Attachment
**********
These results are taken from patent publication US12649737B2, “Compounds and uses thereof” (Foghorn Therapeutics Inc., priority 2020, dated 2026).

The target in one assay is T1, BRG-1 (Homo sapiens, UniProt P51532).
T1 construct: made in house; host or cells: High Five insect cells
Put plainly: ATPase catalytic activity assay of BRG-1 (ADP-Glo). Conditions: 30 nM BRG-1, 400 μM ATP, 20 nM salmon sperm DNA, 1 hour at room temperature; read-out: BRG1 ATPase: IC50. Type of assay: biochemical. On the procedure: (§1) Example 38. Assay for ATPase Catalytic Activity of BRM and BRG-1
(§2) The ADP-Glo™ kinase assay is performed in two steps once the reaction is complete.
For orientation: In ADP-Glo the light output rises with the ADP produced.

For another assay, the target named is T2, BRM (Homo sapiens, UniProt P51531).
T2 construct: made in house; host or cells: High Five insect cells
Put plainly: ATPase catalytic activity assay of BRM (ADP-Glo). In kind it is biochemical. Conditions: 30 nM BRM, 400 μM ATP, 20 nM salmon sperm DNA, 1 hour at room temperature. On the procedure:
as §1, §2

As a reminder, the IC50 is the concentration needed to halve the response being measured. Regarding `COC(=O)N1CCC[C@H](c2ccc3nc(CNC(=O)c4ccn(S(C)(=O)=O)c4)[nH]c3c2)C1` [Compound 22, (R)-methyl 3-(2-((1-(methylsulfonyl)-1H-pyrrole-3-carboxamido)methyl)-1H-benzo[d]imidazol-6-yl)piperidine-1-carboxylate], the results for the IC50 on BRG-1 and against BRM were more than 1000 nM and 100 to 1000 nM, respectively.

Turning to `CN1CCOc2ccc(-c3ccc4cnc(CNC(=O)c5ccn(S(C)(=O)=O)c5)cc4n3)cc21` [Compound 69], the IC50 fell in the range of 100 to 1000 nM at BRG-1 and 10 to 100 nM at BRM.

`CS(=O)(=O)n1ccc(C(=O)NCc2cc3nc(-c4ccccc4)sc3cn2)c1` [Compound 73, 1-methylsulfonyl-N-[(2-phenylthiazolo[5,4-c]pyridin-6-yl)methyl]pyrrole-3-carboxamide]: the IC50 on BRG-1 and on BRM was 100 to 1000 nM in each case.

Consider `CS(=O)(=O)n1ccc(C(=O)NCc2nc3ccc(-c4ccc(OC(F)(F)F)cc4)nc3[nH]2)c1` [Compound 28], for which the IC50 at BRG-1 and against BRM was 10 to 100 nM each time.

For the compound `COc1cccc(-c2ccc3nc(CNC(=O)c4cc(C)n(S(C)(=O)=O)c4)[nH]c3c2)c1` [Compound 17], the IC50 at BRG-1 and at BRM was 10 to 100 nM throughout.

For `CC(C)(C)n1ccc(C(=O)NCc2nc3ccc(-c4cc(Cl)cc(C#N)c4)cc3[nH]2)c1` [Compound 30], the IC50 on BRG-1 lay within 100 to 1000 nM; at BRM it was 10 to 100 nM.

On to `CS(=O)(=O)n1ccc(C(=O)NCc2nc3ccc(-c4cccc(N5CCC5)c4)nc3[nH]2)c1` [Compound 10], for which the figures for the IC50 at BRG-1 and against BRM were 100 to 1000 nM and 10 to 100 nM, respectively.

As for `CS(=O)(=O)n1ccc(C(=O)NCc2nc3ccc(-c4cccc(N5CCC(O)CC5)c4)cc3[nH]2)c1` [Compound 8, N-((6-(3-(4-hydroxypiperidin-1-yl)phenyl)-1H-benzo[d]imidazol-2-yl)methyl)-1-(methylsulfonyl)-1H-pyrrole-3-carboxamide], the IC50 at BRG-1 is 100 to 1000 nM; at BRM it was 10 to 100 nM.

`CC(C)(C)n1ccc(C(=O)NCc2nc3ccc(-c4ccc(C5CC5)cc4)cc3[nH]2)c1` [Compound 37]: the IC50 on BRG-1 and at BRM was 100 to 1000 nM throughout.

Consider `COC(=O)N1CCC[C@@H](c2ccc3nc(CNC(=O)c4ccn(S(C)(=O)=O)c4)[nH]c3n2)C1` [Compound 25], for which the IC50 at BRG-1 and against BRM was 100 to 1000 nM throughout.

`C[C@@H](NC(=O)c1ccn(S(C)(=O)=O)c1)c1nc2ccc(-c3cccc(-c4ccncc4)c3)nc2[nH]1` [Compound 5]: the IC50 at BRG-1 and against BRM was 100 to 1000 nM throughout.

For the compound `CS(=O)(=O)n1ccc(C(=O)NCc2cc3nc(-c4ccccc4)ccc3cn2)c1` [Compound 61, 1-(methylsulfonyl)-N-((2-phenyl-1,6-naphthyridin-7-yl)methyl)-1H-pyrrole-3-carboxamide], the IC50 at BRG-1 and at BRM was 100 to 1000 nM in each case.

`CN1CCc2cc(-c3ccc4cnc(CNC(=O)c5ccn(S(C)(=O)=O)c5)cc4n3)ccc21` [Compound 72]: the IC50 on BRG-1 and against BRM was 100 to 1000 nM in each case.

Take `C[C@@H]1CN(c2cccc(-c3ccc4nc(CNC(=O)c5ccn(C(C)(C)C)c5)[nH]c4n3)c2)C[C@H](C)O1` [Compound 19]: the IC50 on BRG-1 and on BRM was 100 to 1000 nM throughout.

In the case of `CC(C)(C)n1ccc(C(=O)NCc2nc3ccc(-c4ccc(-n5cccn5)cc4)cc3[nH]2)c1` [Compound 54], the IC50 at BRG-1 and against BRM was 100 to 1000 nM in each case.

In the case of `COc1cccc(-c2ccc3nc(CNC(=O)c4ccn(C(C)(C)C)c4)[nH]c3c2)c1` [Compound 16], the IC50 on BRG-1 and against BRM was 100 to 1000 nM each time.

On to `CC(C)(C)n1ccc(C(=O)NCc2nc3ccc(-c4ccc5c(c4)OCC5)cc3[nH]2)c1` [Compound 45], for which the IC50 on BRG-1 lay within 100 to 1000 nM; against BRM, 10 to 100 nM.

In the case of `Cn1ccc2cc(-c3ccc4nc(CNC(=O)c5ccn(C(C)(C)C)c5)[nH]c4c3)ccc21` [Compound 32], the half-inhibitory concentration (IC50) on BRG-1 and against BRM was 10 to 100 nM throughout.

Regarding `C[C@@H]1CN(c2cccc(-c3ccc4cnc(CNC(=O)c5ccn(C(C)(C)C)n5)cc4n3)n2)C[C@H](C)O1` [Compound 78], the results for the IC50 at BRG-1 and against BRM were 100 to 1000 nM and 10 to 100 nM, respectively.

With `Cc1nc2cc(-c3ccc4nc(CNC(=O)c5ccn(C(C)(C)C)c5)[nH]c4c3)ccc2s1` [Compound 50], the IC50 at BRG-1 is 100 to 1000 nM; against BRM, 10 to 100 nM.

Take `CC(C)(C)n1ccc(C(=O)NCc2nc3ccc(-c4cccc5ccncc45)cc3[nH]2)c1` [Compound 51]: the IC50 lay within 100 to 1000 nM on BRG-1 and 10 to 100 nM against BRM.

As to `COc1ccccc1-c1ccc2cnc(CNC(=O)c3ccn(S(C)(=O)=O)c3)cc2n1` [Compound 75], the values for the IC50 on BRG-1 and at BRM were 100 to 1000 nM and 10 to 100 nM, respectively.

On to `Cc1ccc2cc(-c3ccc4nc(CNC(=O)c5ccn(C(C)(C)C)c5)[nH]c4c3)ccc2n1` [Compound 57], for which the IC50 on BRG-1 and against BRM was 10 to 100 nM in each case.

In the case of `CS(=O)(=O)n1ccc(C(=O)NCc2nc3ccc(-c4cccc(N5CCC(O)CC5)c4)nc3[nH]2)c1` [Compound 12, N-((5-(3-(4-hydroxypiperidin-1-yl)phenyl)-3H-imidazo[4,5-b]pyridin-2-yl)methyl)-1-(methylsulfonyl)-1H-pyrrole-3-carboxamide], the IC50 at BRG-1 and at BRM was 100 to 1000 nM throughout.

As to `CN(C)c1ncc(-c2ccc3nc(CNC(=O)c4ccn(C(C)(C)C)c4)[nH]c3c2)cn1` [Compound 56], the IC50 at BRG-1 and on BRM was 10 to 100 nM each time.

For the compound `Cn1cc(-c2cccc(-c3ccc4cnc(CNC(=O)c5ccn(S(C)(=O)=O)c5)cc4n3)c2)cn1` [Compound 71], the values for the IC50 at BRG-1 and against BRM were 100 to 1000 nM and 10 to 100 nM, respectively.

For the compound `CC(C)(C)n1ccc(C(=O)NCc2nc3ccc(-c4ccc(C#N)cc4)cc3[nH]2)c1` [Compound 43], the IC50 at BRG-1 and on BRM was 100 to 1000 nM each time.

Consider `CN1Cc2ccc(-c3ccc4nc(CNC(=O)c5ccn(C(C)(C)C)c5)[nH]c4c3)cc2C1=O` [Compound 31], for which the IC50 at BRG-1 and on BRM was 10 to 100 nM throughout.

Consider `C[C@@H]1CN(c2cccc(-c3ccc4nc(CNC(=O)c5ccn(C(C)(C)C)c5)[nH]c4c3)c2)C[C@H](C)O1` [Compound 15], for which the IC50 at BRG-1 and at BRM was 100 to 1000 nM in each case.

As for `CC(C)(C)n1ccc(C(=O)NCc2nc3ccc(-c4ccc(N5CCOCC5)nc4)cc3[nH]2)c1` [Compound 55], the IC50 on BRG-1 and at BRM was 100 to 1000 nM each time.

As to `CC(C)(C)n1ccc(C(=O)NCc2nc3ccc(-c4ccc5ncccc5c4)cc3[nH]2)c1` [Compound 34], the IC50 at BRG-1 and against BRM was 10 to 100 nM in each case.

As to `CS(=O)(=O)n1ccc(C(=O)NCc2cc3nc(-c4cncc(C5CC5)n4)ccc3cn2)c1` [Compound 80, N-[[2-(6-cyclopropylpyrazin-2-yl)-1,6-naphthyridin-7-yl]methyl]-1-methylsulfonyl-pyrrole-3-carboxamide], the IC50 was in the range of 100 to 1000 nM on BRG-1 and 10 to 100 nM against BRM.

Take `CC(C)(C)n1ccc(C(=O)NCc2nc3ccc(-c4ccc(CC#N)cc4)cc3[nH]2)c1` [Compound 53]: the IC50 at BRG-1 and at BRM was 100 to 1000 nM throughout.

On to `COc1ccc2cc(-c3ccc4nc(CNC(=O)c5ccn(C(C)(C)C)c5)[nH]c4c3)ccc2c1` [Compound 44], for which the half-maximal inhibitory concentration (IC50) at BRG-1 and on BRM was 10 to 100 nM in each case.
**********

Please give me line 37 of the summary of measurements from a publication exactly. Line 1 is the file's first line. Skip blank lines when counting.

For the compound `CC(C)(C)n1ccc(C(=O)NCc2nc3ccc(-c4ccc(C#N)cc4)cc3[nH]2)c1` [Compound 43], the IC50 at BRG-1 and on BRM was 100 to 1000 nM each time.